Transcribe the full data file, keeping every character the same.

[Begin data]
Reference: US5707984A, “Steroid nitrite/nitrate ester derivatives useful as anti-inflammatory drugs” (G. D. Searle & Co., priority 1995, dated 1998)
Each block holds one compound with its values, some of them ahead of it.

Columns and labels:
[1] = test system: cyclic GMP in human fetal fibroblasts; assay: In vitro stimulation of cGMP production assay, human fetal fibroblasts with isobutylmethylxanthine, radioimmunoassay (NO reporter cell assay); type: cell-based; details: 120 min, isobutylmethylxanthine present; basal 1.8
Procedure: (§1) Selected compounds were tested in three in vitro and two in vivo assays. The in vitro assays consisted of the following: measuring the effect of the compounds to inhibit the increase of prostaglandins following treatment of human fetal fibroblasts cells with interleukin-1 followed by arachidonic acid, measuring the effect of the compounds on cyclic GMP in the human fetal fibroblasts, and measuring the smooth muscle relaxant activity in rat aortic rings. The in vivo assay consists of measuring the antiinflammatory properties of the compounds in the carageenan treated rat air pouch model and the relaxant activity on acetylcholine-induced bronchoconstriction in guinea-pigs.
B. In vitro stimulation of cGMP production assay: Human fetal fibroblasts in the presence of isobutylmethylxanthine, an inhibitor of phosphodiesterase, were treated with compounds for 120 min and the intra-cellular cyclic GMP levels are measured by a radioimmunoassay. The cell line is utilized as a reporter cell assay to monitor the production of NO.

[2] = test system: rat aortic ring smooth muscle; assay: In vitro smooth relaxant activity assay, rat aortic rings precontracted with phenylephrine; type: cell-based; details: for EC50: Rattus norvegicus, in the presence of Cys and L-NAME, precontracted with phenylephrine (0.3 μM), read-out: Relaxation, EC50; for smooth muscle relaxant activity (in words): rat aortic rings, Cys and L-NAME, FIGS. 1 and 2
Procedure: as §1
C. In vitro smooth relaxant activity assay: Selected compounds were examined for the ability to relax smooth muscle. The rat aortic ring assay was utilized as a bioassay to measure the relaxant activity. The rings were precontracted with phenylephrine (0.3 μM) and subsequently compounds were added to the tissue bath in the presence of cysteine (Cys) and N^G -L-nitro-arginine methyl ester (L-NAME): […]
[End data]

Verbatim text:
Reference: US5707984A, “Steroid nitrite/nitrate ester derivatives useful as anti-inflammatory drugs” (G. D. Searle & Co., priority 1995, dated 1998)
Each block holds one compound with its values, some of them ahead of it.

Columns and labels:
[1] = test system: cyclic GMP in human fetal fibroblasts; assay: In vitro stimulation of cGMP production assay, human fetal fibroblasts with isobutylmethylxanthine, radioimmunoassay (NO reporter cell assay); type: cell-based; details: 120 min, isobutylmethylxanthine present; basal 1.8
Procedure: (§1) Selected compounds were tested in three in vitro and two in vivo assays. The in vitro assays consisted of the following: measuring the effect of the compounds to inhibit the increase of prostaglandins following treatment of human fetal fibroblasts cells with interleukin-1 followed by arachidonic acid, measuring the effect of the compounds on cyclic GMP in the human fetal fibroblasts, and measuring the smooth muscle relaxant activity in rat aortic rings. The in vivo assay consists of measuring the antiinflammatory properties of the compounds in the carageenan treated rat air pouch model and the relaxant activity on acetylcholine-induced bronchoconstriction in guinea-pigs.
B. In vitro stimulation of cGMP production assay: Human fetal fibroblasts in the presence of isobutylmethylxanthine, an inhibitor of phosphodiesterase, were treated with compounds for 120 min and the intra-cellular cyclic GMP levels are measured by a radioimmunoassay. The cell line is utilized as a reporter cell assay to monitor the production of NO.

[2] = test system: rat aortic ring smooth muscle; assay: In vitro smooth relaxant activity assay, rat aortic rings precontracted with phenylephrine; type: cell-based; details: for EC50: Rattus norvegicus, in the presence of Cys and L-NAME, precontracted with phenylephrine (0.3 μM), read-out: Relaxation, EC50; for smooth muscle relaxant activity (in words): rat aortic rings, Cys and L-NAME, FIGS. 1 and 2
Procedure: as §1
C. In vitro smooth relaxant activity assay: Selected compounds were examined for the ability to relax smooth muscle. The rat aortic ring assay was utilized as a bioassay to measure the relaxant activity. The rings were precontracted with phenylephrine (0.3 μM) and subsequently compounds were added to the tissue bath in the presence of cysteine (Cys) and N^G -L-nitro-arginine methyl ester (L-NAME): […]